Hamilton County Courthouse
The Hamilton County Courthouse was built in 1877 in Noblesville, Indiana. The courthouse was designed by architect Edwin May and is an example of the architectural style known as the Second Empire style that was popular in the Midwest during the late nineteenth century. The courthouse was home to the trial of Indiana Klan leader David Curtis Stephenson, where he was tried for the murder and rape of Madge Oberholtzer in 1925. Stephenson was found guilty by a jury of his peers on November 14th, 1925 and subsequently transferred to the Indiana State Prison in Michigan City, Indiana
Backstory and Context
The Hamilton County Courthouse is situated in the Noblesville, Indiana courthouse square. This courthouse was home to the infamous trial that finally brought down the leader of the Indiana Klan, David Curtis Stephenson. Stephenson was accused of murdering and raping Madge Oberholtzer, who died in April of 1925. Ms. Oberholtzer was brutalized and sexually assaulted by Stephenson after being drugged and taken by Stephenson and other men on an a trip to Chicago. Ms. Oberholtzer died on April 14th, 1925. At first, doctors were unable to distinctively conclude whether Madge died from injuries sustained during her attack from Stephenson, or if her death was caused by the poisonous tablets she had taken following the attack. The doctors finally concluded that her death was a combination of the injuries sustained from the attack, and the long amount of time she spent without medical attention due to Stephenson waiting to bring her home. This conclusion meant that D.C could stand trial for the murder and rape of Madge Oberholtzer.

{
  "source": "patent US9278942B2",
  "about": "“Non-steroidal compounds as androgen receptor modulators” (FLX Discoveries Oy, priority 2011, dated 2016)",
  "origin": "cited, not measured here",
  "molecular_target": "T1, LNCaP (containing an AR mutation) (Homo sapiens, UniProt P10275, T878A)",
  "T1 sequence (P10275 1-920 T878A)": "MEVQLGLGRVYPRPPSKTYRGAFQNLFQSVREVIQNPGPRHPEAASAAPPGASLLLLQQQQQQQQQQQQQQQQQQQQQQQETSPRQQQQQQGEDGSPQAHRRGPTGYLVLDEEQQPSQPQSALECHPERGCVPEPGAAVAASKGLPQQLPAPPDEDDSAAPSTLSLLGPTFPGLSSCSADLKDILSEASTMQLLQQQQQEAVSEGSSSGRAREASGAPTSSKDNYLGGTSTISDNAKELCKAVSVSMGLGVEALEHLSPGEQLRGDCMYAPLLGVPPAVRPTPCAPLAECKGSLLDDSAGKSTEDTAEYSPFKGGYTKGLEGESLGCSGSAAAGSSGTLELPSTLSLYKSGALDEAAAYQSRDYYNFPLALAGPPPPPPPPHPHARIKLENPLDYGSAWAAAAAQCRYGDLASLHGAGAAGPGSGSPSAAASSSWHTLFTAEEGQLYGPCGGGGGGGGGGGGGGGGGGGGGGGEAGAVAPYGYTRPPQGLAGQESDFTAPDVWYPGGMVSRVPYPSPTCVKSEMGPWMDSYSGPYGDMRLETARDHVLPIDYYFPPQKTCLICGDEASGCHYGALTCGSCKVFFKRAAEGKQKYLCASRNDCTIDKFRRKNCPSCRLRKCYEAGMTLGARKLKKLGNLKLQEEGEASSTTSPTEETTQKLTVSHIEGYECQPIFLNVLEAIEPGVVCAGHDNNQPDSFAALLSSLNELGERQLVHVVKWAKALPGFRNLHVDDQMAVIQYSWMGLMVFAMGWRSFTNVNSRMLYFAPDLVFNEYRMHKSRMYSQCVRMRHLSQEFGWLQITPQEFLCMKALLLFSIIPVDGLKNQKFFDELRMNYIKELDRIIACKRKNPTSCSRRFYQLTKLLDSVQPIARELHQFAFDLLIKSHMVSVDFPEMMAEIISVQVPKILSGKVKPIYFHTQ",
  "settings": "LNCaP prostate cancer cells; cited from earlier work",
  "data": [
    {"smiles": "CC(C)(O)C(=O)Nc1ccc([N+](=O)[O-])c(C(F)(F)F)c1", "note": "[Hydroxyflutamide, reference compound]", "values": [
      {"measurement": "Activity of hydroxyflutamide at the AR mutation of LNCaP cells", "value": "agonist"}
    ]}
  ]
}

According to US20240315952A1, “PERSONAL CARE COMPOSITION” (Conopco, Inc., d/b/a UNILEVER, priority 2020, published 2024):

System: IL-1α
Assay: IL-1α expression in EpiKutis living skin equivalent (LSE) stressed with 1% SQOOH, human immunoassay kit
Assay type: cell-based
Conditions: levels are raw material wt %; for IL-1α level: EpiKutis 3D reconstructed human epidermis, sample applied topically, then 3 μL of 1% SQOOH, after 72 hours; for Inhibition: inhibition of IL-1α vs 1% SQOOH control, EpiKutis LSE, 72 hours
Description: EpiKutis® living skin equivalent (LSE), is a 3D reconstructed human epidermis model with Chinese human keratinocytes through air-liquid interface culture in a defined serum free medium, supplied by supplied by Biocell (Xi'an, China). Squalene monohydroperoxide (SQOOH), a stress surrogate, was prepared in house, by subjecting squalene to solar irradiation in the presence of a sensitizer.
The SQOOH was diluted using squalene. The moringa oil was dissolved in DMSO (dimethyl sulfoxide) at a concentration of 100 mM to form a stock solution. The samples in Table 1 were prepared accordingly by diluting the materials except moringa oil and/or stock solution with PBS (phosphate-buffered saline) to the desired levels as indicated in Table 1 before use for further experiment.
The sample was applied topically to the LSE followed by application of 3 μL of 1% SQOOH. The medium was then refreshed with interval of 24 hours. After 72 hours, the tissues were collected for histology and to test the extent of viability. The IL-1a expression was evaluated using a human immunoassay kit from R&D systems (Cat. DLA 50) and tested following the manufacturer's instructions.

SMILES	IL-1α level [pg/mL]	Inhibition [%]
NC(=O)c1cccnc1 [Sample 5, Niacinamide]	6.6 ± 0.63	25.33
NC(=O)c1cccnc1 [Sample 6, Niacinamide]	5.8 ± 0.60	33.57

Mrs. Oberholtzer, Madge's mother pushed for a trial, and eventually D.C. was tried for the murder and rape of her daughter at the Hamilton County Courthouse. No judge wanted to precede over this trial, due to its violent nature and the fact that Stephenson carried significant power within the state of Indiana. The trial even had to be moved away from Marion County, out of fear that D.C. would not stand a fair trial in any area where held such influence. An article written for the Indiana Magazine of History by Allen Safianow touches on this historical trial and the complexities of how it was to be held in Noblesville. Safianow writes that even though the location of the trial was changed, "some commentators expressed doubt as to whether a fair procedure could take place in a Klan-ridden community such as Noblesville." These concerns, and others, led to the replacement of the original judge, The Honorable Fred Hines. Hines was met with cheers when he denied bail for Stephenson, and this did not sit well with the defense or Judge Hines. The defense put forth a formal request to replace Judge Hines, citing reasons of bias, and a new judge was to precede over the case, this time Will Sparks of the Rush County Circuit Court. Unfortunately for Stephenson and his defense team, this did not affect the outcome of the case, and Stephenson was found guilty of second-degree murder and first-degree rape on November 14th, 1925. Stephenson was promptly transferred out of the Hamilton County Jail and to the Indiana State Prison in Michigan City, Indiana, where he would serve a term of 25 years.
Safianow, A. (2004). "You Can’t Burn History": Getting Right with the Klan in Noblesville, Indiana. Indiana Magazine of History. Retrieved from https://scholarworks.iu.edu/journals/index.php/imh/article/view/12050
1. November 15, 1925 (page 1 of 116). Indianapolis Star (1923-2004). Nov 15 1925:1. Available from: https://proxyiub.uits.iu.edu/login?qurl=https%3A%2F%2Fsearch.proquest.com%2Fdocview%2F1889592031%3Faccountid%
Abott, Karen. “Murder Wasn’t Very Pretty”: The Rise and Fall of D.C. Stephenson, Smithsonian Magazine. September 30th 2012. Accessed April 7th 2020. https://www.smithsonianmag.com/history/murder-wasnt-very-pretty-the-rise-and-fall-of-dc-stephenson-18935042/.